Published online May 28, 2005. doi: 10.3748/wjg.v11.i20.3122
Revised: October 10, 2004
Accepted: December 20, 2004
Published online: May 28, 2005
AIM: Recently, drinking load tests with water or nutritional beverages have been proposed as diagnostic tools for functional dyspepsia (FD), therefore we sought to reproduce if these tests can discriminate between FD patients and controls in a Mexican population.
METHODS: Twenty FD-Rome II patients were matched by age and gender with 20 healthy controls. All underwent both drinking tests at a 15 mL/min rate, randomly, 7 d apart. Every 5 min within each test, four symptoms were evaluated (satiety, bloating, nausea and pain) by Likert scales. Maximum tolerated volume (MTV) was defined as the ingested volume when a score of 5 was reached for any symptom or when the test had to be stopped because the patients could not tolerate more volume. Sensitivity and specificity were analyzed.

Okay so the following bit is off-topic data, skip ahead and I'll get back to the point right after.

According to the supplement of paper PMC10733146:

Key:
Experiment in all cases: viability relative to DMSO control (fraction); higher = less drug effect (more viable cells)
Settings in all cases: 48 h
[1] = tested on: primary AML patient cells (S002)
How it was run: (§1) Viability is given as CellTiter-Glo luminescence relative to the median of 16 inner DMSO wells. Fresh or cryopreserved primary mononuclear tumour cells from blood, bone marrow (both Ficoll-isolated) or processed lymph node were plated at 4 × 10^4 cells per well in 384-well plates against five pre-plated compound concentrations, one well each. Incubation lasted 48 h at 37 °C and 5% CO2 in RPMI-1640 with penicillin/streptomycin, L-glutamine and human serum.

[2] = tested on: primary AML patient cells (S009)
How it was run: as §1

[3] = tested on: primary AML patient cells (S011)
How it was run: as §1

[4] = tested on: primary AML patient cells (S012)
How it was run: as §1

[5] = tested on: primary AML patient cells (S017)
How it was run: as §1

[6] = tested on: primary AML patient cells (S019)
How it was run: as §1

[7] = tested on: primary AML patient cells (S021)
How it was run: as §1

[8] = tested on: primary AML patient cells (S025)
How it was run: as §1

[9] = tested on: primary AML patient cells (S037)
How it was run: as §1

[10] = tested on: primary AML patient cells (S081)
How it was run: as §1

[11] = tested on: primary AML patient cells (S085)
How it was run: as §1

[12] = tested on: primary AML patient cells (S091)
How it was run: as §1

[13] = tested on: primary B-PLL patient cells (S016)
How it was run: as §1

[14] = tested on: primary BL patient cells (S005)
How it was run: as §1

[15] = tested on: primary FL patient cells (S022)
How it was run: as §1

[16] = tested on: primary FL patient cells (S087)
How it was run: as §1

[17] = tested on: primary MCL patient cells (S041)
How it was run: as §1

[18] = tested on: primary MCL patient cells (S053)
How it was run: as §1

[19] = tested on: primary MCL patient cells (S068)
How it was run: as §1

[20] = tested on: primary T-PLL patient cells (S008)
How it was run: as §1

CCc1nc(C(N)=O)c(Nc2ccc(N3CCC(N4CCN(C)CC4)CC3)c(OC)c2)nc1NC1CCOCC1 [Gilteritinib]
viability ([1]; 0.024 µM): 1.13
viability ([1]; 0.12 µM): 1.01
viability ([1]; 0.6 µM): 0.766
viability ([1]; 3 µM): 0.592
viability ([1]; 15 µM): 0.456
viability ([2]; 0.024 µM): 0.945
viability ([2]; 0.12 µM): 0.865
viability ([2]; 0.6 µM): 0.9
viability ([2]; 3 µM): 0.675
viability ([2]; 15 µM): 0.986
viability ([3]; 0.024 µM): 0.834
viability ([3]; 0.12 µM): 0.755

RESULTS: FD patients had higher symptom scores for both tests compared to controls (water: t = 4.1, P = 0.001<0.01; Nutren®: t = 5.2, P = 0.001<0.01). The MTV for water and Nutren® were significantly lower in FD (water: 1014±288 vs 1749±275 mL; t = 7.9, P = 0.001<0.01; Nutren®: 652±168 vs 1278±286 mL; t = 6.7, P = 0.001<0.01). With the volume tolerated by the controls, the percentile 10 was determined as the lower limit for tolerance. Sensitivity and specificity were 0.90, 0.95 for water and 0.95, 0.95 for Nutren® tests.
CONCLUSION: A drinking test with water or a nutritional beverage can discriminate between FD patients and healthy subjects in Mexico, with high sensitivity and specificity. These tests could be used as objective, noninvasive, and safe diagnostic approaches for FD patients.